Ryan Hawkinson

Digital Experience | Pillar 3 Data | Lesson 2 Data and Devices

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In this video, we explore how data and devices interact in a digital experience.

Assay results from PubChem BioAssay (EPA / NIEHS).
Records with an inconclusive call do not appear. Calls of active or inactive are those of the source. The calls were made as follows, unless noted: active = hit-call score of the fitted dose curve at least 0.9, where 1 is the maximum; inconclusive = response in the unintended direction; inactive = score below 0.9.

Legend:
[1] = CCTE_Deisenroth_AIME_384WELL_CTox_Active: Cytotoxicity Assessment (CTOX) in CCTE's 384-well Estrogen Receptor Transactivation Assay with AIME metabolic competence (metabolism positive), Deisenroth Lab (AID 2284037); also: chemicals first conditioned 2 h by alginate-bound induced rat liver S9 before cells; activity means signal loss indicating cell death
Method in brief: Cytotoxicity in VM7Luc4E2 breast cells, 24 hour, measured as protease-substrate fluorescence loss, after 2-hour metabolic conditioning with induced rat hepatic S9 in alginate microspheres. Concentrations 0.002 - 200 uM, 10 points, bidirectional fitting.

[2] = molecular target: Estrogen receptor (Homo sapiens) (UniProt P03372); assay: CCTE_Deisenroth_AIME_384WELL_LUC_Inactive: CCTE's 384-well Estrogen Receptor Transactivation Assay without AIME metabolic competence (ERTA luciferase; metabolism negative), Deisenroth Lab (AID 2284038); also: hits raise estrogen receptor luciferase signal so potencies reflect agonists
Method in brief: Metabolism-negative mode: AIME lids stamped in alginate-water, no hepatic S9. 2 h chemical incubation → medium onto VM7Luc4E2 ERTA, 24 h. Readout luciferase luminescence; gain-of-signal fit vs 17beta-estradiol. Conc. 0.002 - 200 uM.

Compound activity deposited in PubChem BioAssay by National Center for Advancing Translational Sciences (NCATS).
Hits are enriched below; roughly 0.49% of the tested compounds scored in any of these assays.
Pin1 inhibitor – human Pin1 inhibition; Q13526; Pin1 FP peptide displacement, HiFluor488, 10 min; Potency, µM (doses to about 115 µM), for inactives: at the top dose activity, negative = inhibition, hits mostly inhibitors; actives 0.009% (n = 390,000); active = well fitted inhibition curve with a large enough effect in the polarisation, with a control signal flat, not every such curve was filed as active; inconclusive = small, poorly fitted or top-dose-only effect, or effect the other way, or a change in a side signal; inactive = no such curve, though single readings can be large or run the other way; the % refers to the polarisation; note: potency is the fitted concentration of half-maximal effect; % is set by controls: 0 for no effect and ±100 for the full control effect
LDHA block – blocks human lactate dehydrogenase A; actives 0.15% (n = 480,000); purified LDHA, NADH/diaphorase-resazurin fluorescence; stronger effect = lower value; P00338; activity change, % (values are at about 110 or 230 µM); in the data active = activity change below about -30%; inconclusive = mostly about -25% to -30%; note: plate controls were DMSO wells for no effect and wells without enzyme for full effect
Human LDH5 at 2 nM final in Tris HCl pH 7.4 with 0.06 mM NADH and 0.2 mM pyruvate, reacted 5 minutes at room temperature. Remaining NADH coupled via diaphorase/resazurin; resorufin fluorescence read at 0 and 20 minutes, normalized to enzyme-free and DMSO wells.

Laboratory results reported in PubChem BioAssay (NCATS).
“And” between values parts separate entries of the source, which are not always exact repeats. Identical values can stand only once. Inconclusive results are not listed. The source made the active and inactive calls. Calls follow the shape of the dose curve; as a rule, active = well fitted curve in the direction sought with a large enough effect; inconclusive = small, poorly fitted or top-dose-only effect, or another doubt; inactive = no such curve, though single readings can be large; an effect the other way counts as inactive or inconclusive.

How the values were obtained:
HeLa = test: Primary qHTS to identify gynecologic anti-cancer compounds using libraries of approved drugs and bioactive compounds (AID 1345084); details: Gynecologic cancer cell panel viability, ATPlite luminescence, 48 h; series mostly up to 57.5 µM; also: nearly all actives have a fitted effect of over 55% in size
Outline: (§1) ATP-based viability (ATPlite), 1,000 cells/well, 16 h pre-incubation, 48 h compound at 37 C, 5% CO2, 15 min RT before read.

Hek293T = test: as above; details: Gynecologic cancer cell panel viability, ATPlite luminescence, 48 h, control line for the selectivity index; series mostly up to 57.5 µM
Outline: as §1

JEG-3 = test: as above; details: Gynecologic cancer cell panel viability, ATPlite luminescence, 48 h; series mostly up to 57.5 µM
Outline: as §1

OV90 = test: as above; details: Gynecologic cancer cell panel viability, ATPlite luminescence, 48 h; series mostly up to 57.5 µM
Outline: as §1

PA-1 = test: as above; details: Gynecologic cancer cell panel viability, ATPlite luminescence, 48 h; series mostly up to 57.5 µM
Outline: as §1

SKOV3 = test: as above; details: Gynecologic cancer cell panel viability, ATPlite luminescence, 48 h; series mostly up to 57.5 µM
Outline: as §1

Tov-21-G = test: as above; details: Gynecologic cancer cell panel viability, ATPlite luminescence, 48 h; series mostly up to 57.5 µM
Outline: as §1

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Now let’s take a look at devices and what devices mean for our digital experience. So one way we can look at devices and the data that’s behind them and what they do for the organization is giving it structure. And I bring this up because yes, we’ve talked about software and as an interface it also provides structure, but if we don’t have any. Access Internet software then the software is kind of pointless. So devices give us that ability to access the software which gives the software structure. Different devices and different device types will produce a different experience that can be related to the users. For example, a user on a mobile device is likely to have a different experience than a user on a desktop or a laptop and so in this way we can look at devices as. Providing a sense of structure into the digital experience and the access into the software that we’re looking to provide. So with one thing that we can look at is how it fits the stakeholders needs. So all the stakeholders that come into the organization are going to have different needs for what they need to accomplish. And so we need to make sure that there is a good pairing between the data that they need to access and the device on which they are accessing that information. For example, if we were to send a sales Rep or a technician into the field, if we had a very complex app that they were to access on their phone. For a mobile device in the field, it can offer some headaches for them because the device itself might not match the way that the software is being rendered, the way that users are working with it. And so as subject can create a very poor experience. We want to make sure that whatever devices that users have or the way that we’re looking to have them access thing on devices, but it meets the needs of what they want to do and there can be a variety of ways of looking at this. It’s not just, you know. Stakeholders and or sales reps as stakeholders and them coming in and working with the organization, but even external stakeholders that might be interacting with the organization. For example, at some places like when you go to check in at an airport and work with an airline, they’re going to send you to a kiosk. That kiosk is effectively acting like a tablet and a kiosk or a desktop touch computer and a kiosk mode. And it’s because. Is able to render information in a way that presents it relatively better structure to the screen that it’s on and then that allows the users to be able to get just the data that they need, in this case checking in for their flight, adding additional bags if they need to and then getting their boarding pass. So we just really want to make sure that when we are building out the experience that we are aware of the different devices that users will bring and how the stakeholders. We’re expecting to work with the software and the company in that particular situation with the device that they’re on. And this can also get pretty tricky when we have very complex processes that need to be in place and users are accessing those on their phone because the phone as a mobile device might not be the best to allow that to happen. The other thing too that I want to stay here is devices might not also be an interface in some cases, depending on what the needs of the company are or the needs of the stakeholder. A device could also be a server, and a server is essentially a very powerful computer that is allowing us to host an application. But it can also be a way of regulating how users have access into that application, and it can also be a way of housing. Data and making sure that we’re able to provide and serve up that data when it’s needed. And so we just want to keep in mind that the stakeholders needs can encompass a variety of different applications and device types that would be needed to access those applications. The great part, and also one of the poor parts of devices is security. If we set up security properly on devices, then we can protect the company’s information. If we don’t set up that security properly, then we can open the door for users to easily access and act maliciously with company information and data. So we want to make sure that the devices that we’re putting information on that the security of those devices. Meets the requirements and needs of the organization. So what I mean by that is if you’re issuing laptops and devices to your users, that you want to make sure that you’re using something to mitigate the passwords that users are putting on those devices. So what that means is if a user were to say, have their laptop at Starbucks and they’re working away and they get up and go to the bathroom and they don’t put their laptop away or they don’t even lock the screen. Are there things in place that would then either protect the apps that are on that device? So maybe through a secondary set of like notifications or login parameters? Would the device itself lock after so much time of not being used? Would the user itself have some sort of requirements for the PIN or password that they need to put on for that device? So that’s the other thing too is even if we force passwords and force different types of logins to a device, users can. Find some interesting ways of getting around those parameters. They could do things like set up very easy passwords that make it so they don’t have to do anything complex in order to access and work with that device. The massive, massive downside is is that when that user leaves their laptop just open and about, somebody else is able to come in, guess that password, get into the device, and now depending on the other security parameters we have on that device, that user might have access to just about. Everything the company would need to do in order to access what’s going on. And so we want to make sure that we’re protecting things where we can and when we can. That way we can determine who has access to what and make sure the people who are accessing things are the ones we want to actually access them. And we also have to take into consideration that devices have the ability to connect with other things. And what this means is things like Wi-Fi. When the device is able to access different types of networks, people can come in and use those networks to get access into the devices and then act maliciously. Similar with things like Bluetooth and other types of ways of connecting devices. And people can just put in thumb drives or like a USB into a device and from there be able to compromise. Device and get access into the company’s information and data. So we want to look at what data we’re keeping on the devices, what the devices are being used for and what it is that we are or are not allowing them to connect to. For example, some companies will even go to such an extent that if they are working with other companies data that they will prevent any of those devices from accessing the Internet itself. And in these cases what they will likely set up is some sort of. Intranet. And with that intranet, they will set up different processes that prevent the devices from being able to connect to the outside world. So they will not be able to connect to the Internet. But so long as that device is within that physical area, so say within the building or whatever other way that it’s mitigated that it’s able to access the company’s information. And if it’s outside of that, then there’s not able to access the company’s information. So we really want to make sure. That the devices that we are issuing or the devices that are accessing our information that they fit the stakeholders needs and what the stakeholder is looking to do, that it’s secure and we have the security parameters in place and if need be that we’re monitoring and mitigating what types of connections and access that that device has to data all around. And in the next part we’ll get a bit more into the security aspects. Working with data.